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Why We Should Care About Clean Air

Updated: Jul 24, 2023

Leeds is consulting on the implementation of a clean air zone (CAZ) which is set to start in 2019. I congratulate the city for taking the lead on what we are fast discovering is an urgent risk to public health.


On average, poor air quality contributes to one early death per constituency per week. We can reasonably assume that since my constituency of Leeds North West has relatively high rates of cardiac and respiratory conditions, we will have a higher than average rate of early death caused by pollution.


Whilst banning heavy diesel polluters from the city centre and surrounding areas is a good start, the consultation allows us the opportunity to think more deeply about the problem.

NO2 and PMs.


There are two major polluters in our air that should concern us: Nitrogen Dioxide (NO2) and Particulate Matter (PMs). Both pollutants are harmful to our health, but it is PMs that are the major contributor to respiratory and cardiac problems.


Whilst we have many monitoring stations for NO2 (111 to be exact) we do not have nearly enough that monitor PMs – just three in the whole of the city. We need to be pushing national government to provide the money needed for a proper assessment of the problem in every area of Leeds.


One reason for the lack of monitoring is that PMs often don’t breach EU standards, unlike NO2. But there is no safe level for PMs in the air, and whilst we might meet EU guidelines we are far short of the standards set by the World Health Organisation. Yes, PM monitoring is expensive but without it, we are risking the health of a city.


Leeds is one of the most forward-thinking cities in the UK and where we lead others will follow – that’s why it is important for Leeds to be the first city in the UK to set the target of meeting WHO standards for air quality.


Getting out of the car


We need also to think proactively about ways to encourage ‘modal shift’ – that is ways that we can encourage people out of their cars and onto other modes of transport. That’s why my submission requests the following:

  1.  To continue to work towards being a cycle-friendly city, making sure we have safe cycling routes especially through the A660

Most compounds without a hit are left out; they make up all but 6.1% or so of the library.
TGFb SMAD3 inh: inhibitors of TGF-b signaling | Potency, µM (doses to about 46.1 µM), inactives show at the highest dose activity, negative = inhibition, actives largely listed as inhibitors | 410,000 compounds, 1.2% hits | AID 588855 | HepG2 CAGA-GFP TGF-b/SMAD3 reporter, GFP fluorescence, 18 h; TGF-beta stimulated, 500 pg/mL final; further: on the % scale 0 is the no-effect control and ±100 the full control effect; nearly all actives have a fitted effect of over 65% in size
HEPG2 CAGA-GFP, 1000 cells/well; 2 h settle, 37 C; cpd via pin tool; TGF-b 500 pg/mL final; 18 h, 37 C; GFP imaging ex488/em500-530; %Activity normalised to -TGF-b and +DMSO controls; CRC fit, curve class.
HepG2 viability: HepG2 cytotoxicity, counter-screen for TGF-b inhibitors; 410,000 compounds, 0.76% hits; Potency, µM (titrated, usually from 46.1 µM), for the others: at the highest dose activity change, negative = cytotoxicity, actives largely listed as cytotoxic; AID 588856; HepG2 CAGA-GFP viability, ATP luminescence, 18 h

2.  To look to other ways, both economic and practical, of removing the barriers to cycling as a commute—small things like making sure there are enough workplace shower facilities can make a real difference

  3. To make sure we are investing properly in our commuter rail. I would like to see Bramhope Parkway Station brought forward to 2021

Going Electric Electric vehicle technology is here and widely available but it is important that our city responds by installing the correct infrastructure. My constituency does not have a single public electric vehicle charge point. This needs to change quickly – I believe It must be a legal requirement for new carparks and petrol stations to install public EVCPs.


We also need to look towards incentivising the switch from petrol and diesel engines to electric and hybrid technology. I welcome the council’s promise to incentivise taxi-drivers with grants to switch and we should look to other cities to see how they are using parking and levies to encourage drivers to switch. But electric vehicles are for many, prohibitively expensive and we need to be asking the government how it will incentivise people nationally to go electric.


The cost of clean air Many of these proposals are not cheap. It is asking a lot of any local council in 2018 to bear the weight of cleaning up our air alone. The council have lost 40% of its government grant since 2010 and simply cannot afford many of the measures that need to be put in place to have a clean air programme that works.


It is important for parliamentarians like me, but also councils and individuals across our city, to put pressure on the government to provide the money necessary to solve this problem. We cannot put a price on air that is safe to breathe. I believe that a clean future is possible for Leeds but we need public support, political will and government funding to make it a reality.


Please see Alex’s clean air submission here. You can respond to the consultation here.

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